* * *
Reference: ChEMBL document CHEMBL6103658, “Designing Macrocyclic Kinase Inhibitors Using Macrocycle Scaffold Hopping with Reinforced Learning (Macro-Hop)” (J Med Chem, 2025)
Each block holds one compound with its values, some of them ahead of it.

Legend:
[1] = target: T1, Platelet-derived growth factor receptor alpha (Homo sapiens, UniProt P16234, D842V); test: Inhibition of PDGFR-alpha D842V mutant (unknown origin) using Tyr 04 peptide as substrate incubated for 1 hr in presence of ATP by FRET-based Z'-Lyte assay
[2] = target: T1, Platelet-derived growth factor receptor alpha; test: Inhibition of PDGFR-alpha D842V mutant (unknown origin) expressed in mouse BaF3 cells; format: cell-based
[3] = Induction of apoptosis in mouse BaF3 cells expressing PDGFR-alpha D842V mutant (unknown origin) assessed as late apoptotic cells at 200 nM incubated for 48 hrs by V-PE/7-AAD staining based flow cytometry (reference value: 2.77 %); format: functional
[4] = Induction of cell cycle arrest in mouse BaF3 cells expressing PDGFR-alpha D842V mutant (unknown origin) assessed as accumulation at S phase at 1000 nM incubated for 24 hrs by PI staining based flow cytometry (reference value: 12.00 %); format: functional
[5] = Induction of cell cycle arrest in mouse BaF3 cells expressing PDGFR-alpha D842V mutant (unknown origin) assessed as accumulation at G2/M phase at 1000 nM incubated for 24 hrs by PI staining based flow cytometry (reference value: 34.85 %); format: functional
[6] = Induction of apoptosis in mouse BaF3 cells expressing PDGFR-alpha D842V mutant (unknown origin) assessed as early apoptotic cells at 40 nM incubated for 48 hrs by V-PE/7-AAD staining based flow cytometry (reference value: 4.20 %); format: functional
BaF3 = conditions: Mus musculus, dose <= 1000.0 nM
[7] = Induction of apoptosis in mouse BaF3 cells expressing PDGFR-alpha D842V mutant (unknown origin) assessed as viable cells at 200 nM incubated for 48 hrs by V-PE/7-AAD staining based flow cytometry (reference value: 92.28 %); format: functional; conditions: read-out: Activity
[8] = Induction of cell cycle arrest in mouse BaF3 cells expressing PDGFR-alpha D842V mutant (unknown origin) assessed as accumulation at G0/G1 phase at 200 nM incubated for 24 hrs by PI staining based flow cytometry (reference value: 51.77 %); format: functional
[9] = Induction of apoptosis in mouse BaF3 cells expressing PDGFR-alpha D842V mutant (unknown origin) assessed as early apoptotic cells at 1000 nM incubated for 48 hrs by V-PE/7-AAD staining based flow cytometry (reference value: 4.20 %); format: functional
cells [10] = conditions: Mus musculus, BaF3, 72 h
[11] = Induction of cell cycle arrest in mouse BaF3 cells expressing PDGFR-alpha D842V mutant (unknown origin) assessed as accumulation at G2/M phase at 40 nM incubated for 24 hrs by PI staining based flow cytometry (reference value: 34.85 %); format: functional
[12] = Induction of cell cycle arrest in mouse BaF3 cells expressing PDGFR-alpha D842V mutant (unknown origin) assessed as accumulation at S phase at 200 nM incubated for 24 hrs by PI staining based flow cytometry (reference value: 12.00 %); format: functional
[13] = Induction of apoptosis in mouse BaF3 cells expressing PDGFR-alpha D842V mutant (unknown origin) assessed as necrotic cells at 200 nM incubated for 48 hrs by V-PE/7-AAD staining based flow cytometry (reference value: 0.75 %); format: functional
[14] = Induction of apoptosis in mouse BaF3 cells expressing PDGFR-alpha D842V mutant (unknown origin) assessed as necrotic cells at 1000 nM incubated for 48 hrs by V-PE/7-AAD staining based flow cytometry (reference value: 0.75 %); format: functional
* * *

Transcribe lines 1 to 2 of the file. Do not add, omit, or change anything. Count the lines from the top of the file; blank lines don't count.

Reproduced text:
Reference: ChEMBL document CHEMBL6103658, “Designing Macrocyclic Kinase Inhibitors Using Macrocycle Scaffold Hopping with Reinforced Learning (Macro-Hop)” (J Med Chem, 2025)
Each block holds one compound with its values, some of them ahead of it.